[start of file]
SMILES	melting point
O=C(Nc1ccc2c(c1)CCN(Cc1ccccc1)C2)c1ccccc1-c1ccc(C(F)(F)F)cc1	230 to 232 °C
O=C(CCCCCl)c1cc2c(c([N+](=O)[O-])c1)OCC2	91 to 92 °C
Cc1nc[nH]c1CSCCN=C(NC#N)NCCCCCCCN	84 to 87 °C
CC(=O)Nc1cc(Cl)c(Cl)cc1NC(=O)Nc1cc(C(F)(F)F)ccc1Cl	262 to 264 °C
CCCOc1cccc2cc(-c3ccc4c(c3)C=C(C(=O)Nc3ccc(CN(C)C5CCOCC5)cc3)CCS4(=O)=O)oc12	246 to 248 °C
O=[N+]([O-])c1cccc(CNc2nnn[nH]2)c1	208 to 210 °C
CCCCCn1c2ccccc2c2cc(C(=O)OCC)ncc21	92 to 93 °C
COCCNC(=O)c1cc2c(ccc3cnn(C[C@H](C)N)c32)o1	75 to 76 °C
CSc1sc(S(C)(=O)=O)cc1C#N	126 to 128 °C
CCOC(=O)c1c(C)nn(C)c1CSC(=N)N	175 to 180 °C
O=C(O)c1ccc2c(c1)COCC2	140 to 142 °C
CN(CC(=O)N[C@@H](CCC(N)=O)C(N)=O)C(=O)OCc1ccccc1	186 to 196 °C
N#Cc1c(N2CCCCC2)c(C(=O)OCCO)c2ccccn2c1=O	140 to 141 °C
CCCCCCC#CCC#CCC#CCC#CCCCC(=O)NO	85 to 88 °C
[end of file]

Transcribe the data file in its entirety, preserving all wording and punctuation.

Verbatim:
SMILES	melting point
O=C(Nc1ccc2c(c1)CCN(Cc1ccccc1)C2)c1ccccc1-c1ccc(C(F)(F)F)cc1	230 to 232 °C
O=C(CCCCCl)c1cc2c(c([N+](=O)[O-])c1)OCC2	91 to 92 °C
Cc1nc[nH]c1CSCCN=C(NC#N)NCCCCCCCN	84 to 87 °C
CC(=O)Nc1cc(Cl)c(Cl)cc1NC(=O)Nc1cc(C(F)(F)F)ccc1Cl	262 to 264 °C
CCCOc1cccc2cc(-c3ccc4c(c3)C=C(C(=O)Nc3ccc(CN(C)C5CCOCC5)cc3)CCS4(=O)=O)oc12	246 to 248 °C
O=[N+]([O-])c1cccc(CNc2nnn[nH]2)c1	208 to 210 °C
CCCCCn1c2ccccc2c2cc(C(=O)OCC)ncc21	92 to 93 °C
COCCNC(=O)c1cc2c(ccc3cnn(C[C@H](C)N)c32)o1	75 to 76 °C
CSc1sc(S(C)(=O)=O)cc1C#N	126 to 128 °C
CCOC(=O)c1c(C)nn(C)c1CSC(=N)N	175 to 180 °C
O=C(O)c1ccc2c(c1)COCC2	140 to 142 °C
CN(CC(=O)N[C@@H](CCC(N)=O)C(N)=O)C(=O)OCc1ccccc1	186 to 196 °C
N#Cc1c(N2CCCCC2)c(C(=O)OCCO)c2ccccn2c1=O	140 to 141 °C
CCCCCCC#CCC#CCC#CCC#CCCCC(=O)NO	85 to 88 °C